2020 was a year full of anxiety for many, including myself. COVID created a new stress in my already fraughtful life. My classes suddenly went online, isolated from family, friends, and colleagues, my workaholic tendencies shot into overdrive. By October 2020 I had to go on stress leave. I was exhausted, burnt out, overwhelmed. 

During my leave, my doctor suggested I begin a hobby. Hobby?? What was that and don’t be silly – I don’t have time for a hobby – even on stress leave I was convinced I didn’t have time. 

With her continued proding I eventually began thinking of what this hobby would look like. I began by collecting driftwood. I wasn’t sure what I was going to do with it, but I began scouring the beaches for it several hours a day. 

Luckily, I live in the Okanagan Valley and walk my dog along the beach for hours everyday anyway so I thought, why not just collect wood and pacify my doctor.

My Beginning of my Journey with my two dogs

My Driftwood Graveyard

The beach with a beaver chewed tree


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Choose from a variety of Driftwood Monsters. Sculptures come in a variety of sizes and prices.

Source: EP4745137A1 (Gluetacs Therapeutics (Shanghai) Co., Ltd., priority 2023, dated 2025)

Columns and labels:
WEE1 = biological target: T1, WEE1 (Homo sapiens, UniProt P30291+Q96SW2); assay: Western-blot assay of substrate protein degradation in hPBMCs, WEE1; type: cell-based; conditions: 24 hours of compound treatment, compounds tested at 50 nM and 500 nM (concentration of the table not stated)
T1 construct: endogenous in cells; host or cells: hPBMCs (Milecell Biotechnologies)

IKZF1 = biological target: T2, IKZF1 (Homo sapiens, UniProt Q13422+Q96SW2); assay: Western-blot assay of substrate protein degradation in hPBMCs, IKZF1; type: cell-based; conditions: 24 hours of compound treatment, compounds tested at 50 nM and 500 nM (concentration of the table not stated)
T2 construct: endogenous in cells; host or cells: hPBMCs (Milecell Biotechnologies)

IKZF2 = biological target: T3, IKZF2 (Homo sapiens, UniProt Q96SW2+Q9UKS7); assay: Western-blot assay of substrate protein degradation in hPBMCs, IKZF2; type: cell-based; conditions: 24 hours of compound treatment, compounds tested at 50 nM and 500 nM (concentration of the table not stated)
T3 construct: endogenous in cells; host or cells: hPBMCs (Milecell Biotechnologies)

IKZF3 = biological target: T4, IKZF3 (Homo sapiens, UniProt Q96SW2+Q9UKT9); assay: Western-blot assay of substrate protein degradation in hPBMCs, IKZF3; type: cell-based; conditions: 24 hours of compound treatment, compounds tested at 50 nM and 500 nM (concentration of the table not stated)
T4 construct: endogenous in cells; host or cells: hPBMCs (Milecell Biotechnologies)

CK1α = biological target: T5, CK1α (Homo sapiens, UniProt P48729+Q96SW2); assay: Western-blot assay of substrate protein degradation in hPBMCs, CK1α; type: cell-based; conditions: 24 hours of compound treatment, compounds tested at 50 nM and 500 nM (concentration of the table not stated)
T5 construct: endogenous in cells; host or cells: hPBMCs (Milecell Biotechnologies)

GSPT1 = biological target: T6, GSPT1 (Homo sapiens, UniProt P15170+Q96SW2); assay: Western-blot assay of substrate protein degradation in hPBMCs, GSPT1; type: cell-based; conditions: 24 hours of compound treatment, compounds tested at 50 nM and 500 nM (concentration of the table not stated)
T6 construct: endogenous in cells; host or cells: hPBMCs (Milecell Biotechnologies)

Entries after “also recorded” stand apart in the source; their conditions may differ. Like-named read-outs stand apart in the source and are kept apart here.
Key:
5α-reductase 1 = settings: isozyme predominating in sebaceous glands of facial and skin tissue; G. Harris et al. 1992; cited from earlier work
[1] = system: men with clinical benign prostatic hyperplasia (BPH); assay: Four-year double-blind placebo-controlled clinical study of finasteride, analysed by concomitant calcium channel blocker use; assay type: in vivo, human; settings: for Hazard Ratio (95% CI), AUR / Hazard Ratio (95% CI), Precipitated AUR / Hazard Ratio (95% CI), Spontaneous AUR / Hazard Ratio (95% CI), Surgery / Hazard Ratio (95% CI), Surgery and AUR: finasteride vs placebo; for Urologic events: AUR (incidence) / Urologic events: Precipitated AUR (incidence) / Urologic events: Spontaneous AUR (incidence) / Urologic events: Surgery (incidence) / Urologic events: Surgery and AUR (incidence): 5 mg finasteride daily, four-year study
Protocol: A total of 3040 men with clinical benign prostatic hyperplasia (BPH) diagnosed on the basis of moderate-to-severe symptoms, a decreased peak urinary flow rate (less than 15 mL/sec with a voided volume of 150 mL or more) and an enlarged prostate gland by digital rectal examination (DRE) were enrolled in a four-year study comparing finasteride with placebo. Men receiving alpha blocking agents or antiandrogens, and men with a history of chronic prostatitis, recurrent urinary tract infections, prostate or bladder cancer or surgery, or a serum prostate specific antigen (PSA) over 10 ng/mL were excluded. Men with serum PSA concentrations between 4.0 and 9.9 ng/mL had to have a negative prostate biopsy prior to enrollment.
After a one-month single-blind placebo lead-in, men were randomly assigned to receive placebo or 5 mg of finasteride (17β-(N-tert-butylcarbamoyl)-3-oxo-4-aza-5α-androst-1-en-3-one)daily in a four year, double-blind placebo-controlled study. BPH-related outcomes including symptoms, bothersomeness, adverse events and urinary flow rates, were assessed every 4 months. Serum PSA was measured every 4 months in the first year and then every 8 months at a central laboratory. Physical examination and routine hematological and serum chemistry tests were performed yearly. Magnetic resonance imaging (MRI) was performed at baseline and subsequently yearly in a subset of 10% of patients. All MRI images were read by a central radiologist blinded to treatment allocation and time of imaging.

So why M-FORMS?

On the second stage of my journey, I began to create things out of the driftwood. Unsure of what these things were, I started to think of them as monsters and this led my inquiry back to Socrates: I began to wonder what a monster is – what the FORM of a monster looks like? 

I looked up the definition of a monster and was thrilled to discover the following:

MONSTER: an animal or plant of abnormal form or structure

So why was I thrilled by this definition? I am a university lecturer and a lifelong student of Socrates and Plato. Every semester I teach a Platonic dialogue; Socrates, it seems, is always with me – including in this journey! Socrates’ teaching of the forms is complex and controversial, so here is a very brief summary:



In several Platonic dialogues Socrates discusses his theory of the ideas or forms – a teaching about the first or most fundamental beings. 

The meaning of this teaching has always been a subject of controversy. Etymologically, eidos is derived from the verb “to see” and means, in the first instance, “the appearance of a thing” – how it looks, the visible charac­teristics that distinguish it from everything else. ‘A human craftsman looks at the idea of a bed and makes a bed. And the painter or poet looks at the bed made by the human craftsman and makes an image of the bed. He is thus an imitator of an imitator and his products have very little reality.’

Socrates argues that ‘all the beautiful things he knows are also in some ways ugly, and that what was once beautiful becomes ugly. These beautiful things seem to be understood to be beautiful in relation to some standard which is entirely beautiful.’ That standard is beauty itself, while the things which imitate it are an imperfect representation of the FORM of beauty. 

And then we were evacuated